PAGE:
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Above-ground Swimming Pool Laws & Regulations in Georgia

Posted in Premises Liability on December 2, 2020

When the weather starts to heat up in Georgia, pools become more popular. Nothing beats back the hot Georgia weather like a backyard swimming pool. While many Georgians have in-ground pools at their homes, above-ground pools are becoming more and more popular. Their popularity springs from the fact that they cost less than in-ground pools and can be installed in a fraction of the time. Above-ground pools are also incredibly convenient for smaller yards where a large in-ground pool just simply would not work. However, it is important to understand that there are laws and regulations surrounding above-ground pools in Georgia.

Construction permits and codes

Most municipalities and counties in Georgia are going to require some sort of permit before you can install an above-ground swimming pool, similar to permits required for other types of construction. Typically, a county or city inspector will visit the site once during construction and then again upon completion to review the work. Permit fees for an above-ground swimming pool will not be terribly expensive.

Some of the most common building code requirements for above-ground pools include the following (these may not apply to every jurisdiction, so you need to check your local regulations):

  • Swimming pools and all equipment must be at least 10 feet from the property line.
  • Most municipalities prohibit above-ground swimming pools in the front yard.
  • Visible swimming pools are usually not allowed on side yards, except on corner lots, in sub suburban areas.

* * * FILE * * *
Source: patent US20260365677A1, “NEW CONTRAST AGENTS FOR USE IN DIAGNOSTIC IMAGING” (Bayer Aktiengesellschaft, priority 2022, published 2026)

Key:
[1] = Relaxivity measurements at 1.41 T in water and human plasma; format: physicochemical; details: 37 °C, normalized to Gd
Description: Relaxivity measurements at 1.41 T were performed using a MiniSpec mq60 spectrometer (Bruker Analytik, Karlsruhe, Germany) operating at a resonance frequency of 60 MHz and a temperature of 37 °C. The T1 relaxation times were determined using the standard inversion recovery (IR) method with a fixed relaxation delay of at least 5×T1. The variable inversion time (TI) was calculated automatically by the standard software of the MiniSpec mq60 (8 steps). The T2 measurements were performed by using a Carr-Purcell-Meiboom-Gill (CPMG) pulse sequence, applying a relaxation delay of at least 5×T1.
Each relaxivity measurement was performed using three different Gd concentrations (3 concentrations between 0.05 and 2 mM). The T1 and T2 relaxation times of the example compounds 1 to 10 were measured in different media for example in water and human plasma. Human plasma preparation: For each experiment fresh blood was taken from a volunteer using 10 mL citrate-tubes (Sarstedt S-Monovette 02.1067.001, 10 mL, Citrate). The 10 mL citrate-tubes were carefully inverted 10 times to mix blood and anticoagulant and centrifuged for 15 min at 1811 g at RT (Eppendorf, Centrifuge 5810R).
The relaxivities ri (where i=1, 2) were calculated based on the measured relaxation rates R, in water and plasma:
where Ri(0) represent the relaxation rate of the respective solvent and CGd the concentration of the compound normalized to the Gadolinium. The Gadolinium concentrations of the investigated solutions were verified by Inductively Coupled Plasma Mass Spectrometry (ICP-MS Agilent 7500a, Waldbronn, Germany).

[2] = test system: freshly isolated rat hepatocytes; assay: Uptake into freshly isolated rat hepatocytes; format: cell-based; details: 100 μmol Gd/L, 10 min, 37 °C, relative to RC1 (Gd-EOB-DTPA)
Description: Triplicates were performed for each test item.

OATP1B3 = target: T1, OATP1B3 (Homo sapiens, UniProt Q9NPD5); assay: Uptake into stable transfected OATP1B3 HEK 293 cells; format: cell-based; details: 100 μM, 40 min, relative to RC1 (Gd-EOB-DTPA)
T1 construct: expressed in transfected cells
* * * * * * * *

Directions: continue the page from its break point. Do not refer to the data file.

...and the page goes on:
• Above-ground pools or not to be installed on top of buried utility lines or septic tanks.

Even if you live in a rural area where there are fewer regulations regarding above-ground pools, it is a good idea to follow these standard safety practices.

Fencing requirements around a pool

Fencing around any pool is incredibly important and typically required by law. Georgia used to govern pool fencing at the state level, but that changed in 2009 when control of pool fencing was handed over to local governments. Generally, most municipal and county governments require that all pools that are more than two feet deep be contained within a lockable fence that is at least 4 feet high. In these cases, split rail fences do not qualify as an acceptable fence type. Municipalities may also have other requirements, including equipping home doors with alarms if they lead directly onto a raised deck surrounding an above-ground pool area.

If your home has a boundary fence around the property that meets the qualifications, you do not need to buy additional fencing to put around the pool. However, if the fence going into the yard is not lockable, or if it does not meet the fence requirements, you will have to have a separate fence installed.

Pools present what are referred to as attractive nuisances for children. Without the proper fencing, there is a chance that a child could wander onto the property, fall into the pool, and get injured or drown. Homeowners are responsible for taking the steps necessary to keep this type of event from occurring.

Again, you need to check your local government ordinances regarding swimming pool fences, as these requirements are very specific, and failing to follow these rules could result in significant legal trouble.

Check with your homeowner’s insurance

You need to check to ensure that your homeowner’s insurance policy protects you in the event an unfortunate accident occurs involving your above-ground swimming pool. Do not assume that you are covered by your standard homeowner’s insurance policy, as there may be an exclusion for swimming pools. You may have to purchase additional coverage if you have an above-ground swimming pool on your property.

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